I am assuming this is on a treadmill? You will find that you do it much faster during an actual race.

Really? I would have thought it would be the opposite. Without a treadmill there to "pace" me, I would have thought I would go slower.

I find treadmill speeds to be slower than what someone can actually run.

If the treadmill is slower than they can run, why would people not just ... um ... make it go faster?
Well I've searched and I've searched To find the perfect life A brand new car and a brand new suit I even got me a little wife But wherever I have gone I was sure to find myself there You can run all your life But not go anywhere
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#13 None_More_Black

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Posted 25 January 2007 - 08:49 AM

50 is a good goal. 10 minute miles is almost not running.

#14 None_More_Black

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Posted 25 January 2007 - 08:52 AM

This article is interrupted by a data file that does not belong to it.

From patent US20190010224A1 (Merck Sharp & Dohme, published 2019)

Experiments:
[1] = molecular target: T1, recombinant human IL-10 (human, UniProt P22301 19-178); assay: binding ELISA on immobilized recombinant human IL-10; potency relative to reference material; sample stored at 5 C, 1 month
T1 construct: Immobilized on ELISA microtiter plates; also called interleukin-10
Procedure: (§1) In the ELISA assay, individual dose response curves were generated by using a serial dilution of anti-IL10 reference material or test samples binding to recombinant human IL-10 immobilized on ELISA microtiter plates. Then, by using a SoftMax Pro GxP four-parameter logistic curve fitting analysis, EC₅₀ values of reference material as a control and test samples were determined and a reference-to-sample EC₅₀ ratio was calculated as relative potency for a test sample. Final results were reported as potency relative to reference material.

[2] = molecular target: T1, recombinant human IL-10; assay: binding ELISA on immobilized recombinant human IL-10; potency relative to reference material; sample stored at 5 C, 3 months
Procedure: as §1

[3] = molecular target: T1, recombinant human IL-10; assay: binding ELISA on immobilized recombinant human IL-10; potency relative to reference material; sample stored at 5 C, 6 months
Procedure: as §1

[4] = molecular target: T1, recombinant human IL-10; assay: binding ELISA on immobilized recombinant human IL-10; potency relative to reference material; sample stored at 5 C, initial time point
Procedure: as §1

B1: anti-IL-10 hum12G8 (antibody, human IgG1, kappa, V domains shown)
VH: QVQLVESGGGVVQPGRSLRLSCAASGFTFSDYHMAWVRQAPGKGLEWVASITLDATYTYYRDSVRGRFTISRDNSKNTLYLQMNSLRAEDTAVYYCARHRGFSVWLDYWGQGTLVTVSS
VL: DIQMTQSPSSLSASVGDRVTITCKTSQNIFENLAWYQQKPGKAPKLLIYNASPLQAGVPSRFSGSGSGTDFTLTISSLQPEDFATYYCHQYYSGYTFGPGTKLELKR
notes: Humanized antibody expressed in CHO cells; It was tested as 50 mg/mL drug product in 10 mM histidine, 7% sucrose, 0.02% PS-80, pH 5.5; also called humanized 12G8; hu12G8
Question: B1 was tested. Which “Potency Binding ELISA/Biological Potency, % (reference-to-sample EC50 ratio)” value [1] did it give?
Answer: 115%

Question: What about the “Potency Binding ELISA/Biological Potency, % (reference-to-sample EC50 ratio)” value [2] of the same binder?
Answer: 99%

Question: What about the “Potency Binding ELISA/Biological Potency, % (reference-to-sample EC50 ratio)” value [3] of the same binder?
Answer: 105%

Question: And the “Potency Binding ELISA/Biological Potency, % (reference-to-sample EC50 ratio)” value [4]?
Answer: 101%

I can do 2 miles in about 20 minutes right now.

I am assuming this is on a treadmill? You will find that you do it much faster during an actual race.

Really? I would have thought it would be the opposite. Without a treadmill there to "pace" me, I would have thought I would go slower.

I find treadmill speeds to be slower than what someone can actually run.

If the treadmill is slower than they can run, why would people not just ... um ... make it go faster?

He means you get adrenline in a racing environment that allows you to tolerte more pain then in practice. I have run many races and they are almost always your fastest times.

#15 GStrot

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Posted 25 January 2007 - 08:52 AM